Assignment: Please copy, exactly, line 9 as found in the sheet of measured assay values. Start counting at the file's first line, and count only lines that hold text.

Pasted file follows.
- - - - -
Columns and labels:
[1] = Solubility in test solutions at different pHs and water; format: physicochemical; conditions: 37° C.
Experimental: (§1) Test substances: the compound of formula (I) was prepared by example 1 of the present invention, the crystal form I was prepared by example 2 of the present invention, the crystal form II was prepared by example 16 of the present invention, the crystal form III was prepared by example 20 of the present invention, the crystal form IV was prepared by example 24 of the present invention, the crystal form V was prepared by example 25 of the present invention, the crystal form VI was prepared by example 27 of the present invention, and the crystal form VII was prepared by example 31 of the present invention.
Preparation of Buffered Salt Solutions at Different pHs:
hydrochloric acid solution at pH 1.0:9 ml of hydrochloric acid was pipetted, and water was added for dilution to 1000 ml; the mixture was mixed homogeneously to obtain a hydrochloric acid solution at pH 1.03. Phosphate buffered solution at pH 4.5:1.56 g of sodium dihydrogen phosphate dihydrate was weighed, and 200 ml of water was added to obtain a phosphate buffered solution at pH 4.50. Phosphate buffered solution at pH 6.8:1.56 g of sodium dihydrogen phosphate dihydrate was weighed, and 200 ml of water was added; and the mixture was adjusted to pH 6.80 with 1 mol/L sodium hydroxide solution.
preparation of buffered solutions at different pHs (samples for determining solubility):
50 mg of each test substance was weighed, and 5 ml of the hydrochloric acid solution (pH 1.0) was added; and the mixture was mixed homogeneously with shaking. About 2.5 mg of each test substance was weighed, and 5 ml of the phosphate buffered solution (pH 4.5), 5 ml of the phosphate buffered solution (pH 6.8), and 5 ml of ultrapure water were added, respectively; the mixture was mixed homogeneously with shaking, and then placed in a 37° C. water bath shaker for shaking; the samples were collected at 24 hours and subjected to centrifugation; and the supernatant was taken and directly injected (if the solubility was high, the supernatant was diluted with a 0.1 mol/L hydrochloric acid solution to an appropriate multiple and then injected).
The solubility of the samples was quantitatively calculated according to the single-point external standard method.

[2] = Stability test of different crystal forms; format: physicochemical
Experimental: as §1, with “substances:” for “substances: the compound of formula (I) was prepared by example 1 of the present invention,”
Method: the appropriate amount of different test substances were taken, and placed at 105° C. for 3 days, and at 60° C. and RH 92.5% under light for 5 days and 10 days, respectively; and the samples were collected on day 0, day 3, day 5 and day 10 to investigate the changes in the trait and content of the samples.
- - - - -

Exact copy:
[2] = Stability test of different crystal forms; format: physicochemical